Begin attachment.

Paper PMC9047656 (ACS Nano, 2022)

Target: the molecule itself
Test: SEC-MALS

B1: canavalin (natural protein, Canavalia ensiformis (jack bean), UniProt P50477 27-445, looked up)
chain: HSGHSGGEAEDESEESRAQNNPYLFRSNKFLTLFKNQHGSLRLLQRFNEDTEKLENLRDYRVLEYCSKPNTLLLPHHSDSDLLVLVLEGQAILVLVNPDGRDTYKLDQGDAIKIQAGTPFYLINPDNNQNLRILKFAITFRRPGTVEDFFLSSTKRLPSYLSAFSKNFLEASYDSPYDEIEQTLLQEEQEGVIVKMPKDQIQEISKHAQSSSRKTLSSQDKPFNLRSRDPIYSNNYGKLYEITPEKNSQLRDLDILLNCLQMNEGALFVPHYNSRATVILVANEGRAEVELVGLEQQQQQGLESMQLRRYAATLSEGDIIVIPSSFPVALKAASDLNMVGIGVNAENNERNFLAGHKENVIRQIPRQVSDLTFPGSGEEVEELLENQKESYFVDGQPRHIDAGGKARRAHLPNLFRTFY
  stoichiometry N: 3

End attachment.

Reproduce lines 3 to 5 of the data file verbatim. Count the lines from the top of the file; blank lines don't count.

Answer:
Test: SEC-MALS

B1: canavalin (natural protein, Canavalia ensiformis (jack bean), UniProt P50477 27-445, looked up)
chain: HSGHSGGEAEDESEESRAQNNPYLFRSNKFLTLFKNQHGSLRLLQRFNEDTEKLENLRDYRVLEYCSKPNTLLLPHHSDSDLLVLVLEGQAILVLVNPDGRDTYKLDQGDAIKIQAGTPFYLINPDNNQNLRILKFAITFRRPGTVEDFFLSSTKRLPSYLSAFSKNFLEASYDSPYDEIEQTLLQEEQEGVIVKMPKDQIQEISKHAQSSSRKTLSSQDKPFNLRSRDPIYSNNYGKLYEITPEKNSQLRDLDILLNCLQMNEGALFVPHYNSRATVILVANEGRAEVELVGLEQQQQQGLESMQLRRYAATLSEGDIIVIPSSFPVALKAASDLNMVGIGVNAENNERNFLAGHKENVIRQIPRQVSDLTFPGSGEEVEELLENQKESYFVDGQPRHIDAGGKARRAHLPNLFRTFY